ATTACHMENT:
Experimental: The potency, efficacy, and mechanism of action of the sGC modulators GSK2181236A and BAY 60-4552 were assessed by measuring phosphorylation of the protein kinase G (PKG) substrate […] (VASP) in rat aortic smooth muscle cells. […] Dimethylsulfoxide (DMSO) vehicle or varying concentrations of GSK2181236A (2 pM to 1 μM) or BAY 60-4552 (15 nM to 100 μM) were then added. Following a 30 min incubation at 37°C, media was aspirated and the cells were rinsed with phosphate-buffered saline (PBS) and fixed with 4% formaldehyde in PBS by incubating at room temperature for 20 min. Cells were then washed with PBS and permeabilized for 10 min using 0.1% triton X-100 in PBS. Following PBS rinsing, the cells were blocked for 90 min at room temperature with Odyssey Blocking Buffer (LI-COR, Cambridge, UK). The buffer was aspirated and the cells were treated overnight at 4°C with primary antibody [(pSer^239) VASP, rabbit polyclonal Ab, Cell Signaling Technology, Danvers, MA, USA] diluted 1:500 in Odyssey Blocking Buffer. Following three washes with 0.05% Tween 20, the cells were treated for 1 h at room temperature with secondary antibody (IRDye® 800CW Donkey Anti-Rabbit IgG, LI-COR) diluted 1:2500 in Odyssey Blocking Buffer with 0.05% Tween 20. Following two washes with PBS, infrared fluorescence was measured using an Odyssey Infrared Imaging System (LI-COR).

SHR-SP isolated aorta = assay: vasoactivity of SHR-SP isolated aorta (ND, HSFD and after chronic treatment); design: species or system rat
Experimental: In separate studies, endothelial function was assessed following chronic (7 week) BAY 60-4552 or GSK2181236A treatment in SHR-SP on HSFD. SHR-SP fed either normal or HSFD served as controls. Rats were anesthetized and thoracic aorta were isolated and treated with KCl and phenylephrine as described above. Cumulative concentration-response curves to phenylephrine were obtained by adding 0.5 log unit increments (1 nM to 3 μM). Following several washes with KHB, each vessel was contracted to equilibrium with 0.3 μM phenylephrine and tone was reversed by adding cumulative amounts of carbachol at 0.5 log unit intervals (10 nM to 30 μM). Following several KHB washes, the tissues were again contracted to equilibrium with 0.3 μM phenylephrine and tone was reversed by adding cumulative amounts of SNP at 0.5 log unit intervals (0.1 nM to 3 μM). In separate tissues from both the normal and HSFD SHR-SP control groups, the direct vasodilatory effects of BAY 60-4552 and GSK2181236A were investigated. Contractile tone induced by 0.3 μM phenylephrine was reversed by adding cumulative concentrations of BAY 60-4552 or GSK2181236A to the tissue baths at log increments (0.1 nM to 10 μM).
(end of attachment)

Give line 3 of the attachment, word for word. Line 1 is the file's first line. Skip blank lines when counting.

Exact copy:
Experimental: In separate studies, endothelial function was assessed following chronic (7 week) BAY 60-4552 or GSK2181236A treatment in SHR-SP on HSFD. SHR-SP fed either normal or HSFD served as controls. Rats were anesthetized and thoracic aorta were isolated and treated with KCl and phenylephrine as described above. Cumulative concentration-response curves to phenylephrine were obtained by adding 0.5 log unit increments (1 nM to 3 μM). Following several washes with KHB, each vessel was contracted to equilibrium with 0.3 μM phenylephrine and tone was reversed by adding cumulative amounts of carbachol at 0.5 log unit intervals (10 nM to 30 μM). Following several KHB washes, the tissues were again contracted to equilibrium with 0.3 μM phenylephrine and tone was reversed by adding cumulative amounts of SNP at 0.5 log unit intervals (0.1 nM to 3 μM). In separate tissues from both the normal and HSFD SHR-SP control groups, the direct vasodilatory effects of BAY 60-4552 and GSK2181236A were investigated. Contractile tone induced by 0.3 μM phenylephrine was reversed by adding cumulative concentrations of BAY 60-4552 or GSK2181236A to the tissue baths at log increments (0.1 nM to 10 μM).